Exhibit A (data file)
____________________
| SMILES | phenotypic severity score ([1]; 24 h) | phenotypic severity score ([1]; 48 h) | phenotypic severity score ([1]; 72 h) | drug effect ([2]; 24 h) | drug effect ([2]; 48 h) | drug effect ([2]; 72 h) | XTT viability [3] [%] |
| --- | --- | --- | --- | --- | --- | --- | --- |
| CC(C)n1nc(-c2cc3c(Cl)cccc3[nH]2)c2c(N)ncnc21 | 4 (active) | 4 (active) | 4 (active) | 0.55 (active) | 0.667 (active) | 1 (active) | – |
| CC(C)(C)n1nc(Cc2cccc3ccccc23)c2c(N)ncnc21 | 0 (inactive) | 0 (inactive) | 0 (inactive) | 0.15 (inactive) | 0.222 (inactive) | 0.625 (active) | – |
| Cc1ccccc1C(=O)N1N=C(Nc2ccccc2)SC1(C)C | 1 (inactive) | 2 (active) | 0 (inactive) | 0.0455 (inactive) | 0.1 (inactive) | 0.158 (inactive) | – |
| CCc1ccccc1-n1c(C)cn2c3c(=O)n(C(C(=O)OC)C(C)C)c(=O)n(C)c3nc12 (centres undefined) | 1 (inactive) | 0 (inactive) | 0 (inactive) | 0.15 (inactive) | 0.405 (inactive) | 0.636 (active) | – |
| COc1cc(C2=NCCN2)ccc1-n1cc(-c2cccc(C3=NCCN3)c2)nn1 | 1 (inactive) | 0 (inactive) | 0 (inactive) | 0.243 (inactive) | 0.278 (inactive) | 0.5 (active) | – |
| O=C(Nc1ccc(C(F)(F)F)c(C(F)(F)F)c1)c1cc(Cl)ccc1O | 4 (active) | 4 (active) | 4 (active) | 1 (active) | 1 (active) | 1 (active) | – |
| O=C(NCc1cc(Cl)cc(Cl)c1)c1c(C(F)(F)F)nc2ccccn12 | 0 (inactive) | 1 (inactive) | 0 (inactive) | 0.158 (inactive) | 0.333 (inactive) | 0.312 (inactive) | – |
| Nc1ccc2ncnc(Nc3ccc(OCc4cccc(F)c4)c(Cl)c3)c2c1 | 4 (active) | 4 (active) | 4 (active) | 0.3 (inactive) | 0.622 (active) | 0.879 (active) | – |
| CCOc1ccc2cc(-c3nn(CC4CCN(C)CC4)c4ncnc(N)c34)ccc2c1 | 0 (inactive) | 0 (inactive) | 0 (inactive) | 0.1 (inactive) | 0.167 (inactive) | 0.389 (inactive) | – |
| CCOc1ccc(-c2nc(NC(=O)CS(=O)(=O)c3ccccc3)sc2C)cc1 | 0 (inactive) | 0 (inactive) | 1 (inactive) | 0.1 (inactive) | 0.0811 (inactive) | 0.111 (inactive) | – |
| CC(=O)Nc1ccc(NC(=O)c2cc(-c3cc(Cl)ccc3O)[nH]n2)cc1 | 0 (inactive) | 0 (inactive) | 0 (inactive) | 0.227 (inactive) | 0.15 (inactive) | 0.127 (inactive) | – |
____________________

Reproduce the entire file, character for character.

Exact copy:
| SMILES | phenotypic severity score ([1]; 24 h) | phenotypic severity score ([1]; 48 h) | phenotypic severity score ([1]; 72 h) | drug effect ([2]; 24 h) | drug effect ([2]; 48 h) | drug effect ([2]; 72 h) | XTT viability [3] [%] |
| --- | --- | --- | --- | --- | --- | --- | --- |
| CC(C)n1nc(-c2cc3c(Cl)cccc3[nH]2)c2c(N)ncnc21 | 4 (active) | 4 (active) | 4 (active) | 0.55 (active) | 0.667 (active) | 1 (active) | – |
| CC(C)(C)n1nc(Cc2cccc3ccccc23)c2c(N)ncnc21 | 0 (inactive) | 0 (inactive) | 0 (inactive) | 0.15 (inactive) | 0.222 (inactive) | 0.625 (active) | – |
| Cc1ccccc1C(=O)N1N=C(Nc2ccccc2)SC1(C)C | 1 (inactive) | 2 (active) | 0 (inactive) | 0.0455 (inactive) | 0.1 (inactive) | 0.158 (inactive) | – |
| CCc1ccccc1-n1c(C)cn2c3c(=O)n(C(C(=O)OC)C(C)C)c(=O)n(C)c3nc12 (centres undefined) | 1 (inactive) | 0 (inactive) | 0 (inactive) | 0.15 (inactive) | 0.405 (inactive) | 0.636 (active) | – |
| COc1cc(C2=NCCN2)ccc1-n1cc(-c2cccc(C3=NCCN3)c2)nn1 | 1 (inactive) | 0 (inactive) | 0 (inactive) | 0.243 (inactive) | 0.278 (inactive) | 0.5 (active) | – |
| O=C(Nc1ccc(C(F)(F)F)c(C(F)(F)F)c1)c1cc(Cl)ccc1O | 4 (active) | 4 (active) | 4 (active) | 1 (active) | 1 (active) | 1 (active) | – |
| O=C(NCc1cc(Cl)cc(Cl)c1)c1c(C(F)(F)F)nc2ccccn12 | 0 (inactive) | 1 (inactive) | 0 (inactive) | 0.158 (inactive) | 0.333 (inactive) | 0.312 (inactive) | – |
| Nc1ccc2ncnc(Nc3ccc(OCc4cccc(F)c4)c(Cl)c3)c2c1 | 4 (active) | 4 (active) | 4 (active) | 0.3 (inactive) | 0.622 (active) | 0.879 (active) | – |
| CCOc1ccc2cc(-c3nn(CC4CCN(C)CC4)c4ncnc(N)c34)ccc2c1 | 0 (inactive) | 0 (inactive) | 0 (inactive) | 0.1 (inactive) | 0.167 (inactive) | 0.389 (inactive) | – |
| CCOc1ccc(-c2nc(NC(=O)CS(=O)(=O)c3ccccc3)sc2C)cc1 | 0 (inactive) | 0 (inactive) | 1 (inactive) | 0.1 (inactive) | 0.0811 (inactive) | 0.111 (inactive) | – |
| CC(=O)Nc1ccc(NC(=O)c2cc(-c3cc(Cl)ccc3O)[nH]n2)cc1 | 0 (inactive) | 0 (inactive) | 0 (inactive) | 0.227 (inactive) | 0.15 (inactive) | 0.127 (inactive) | – |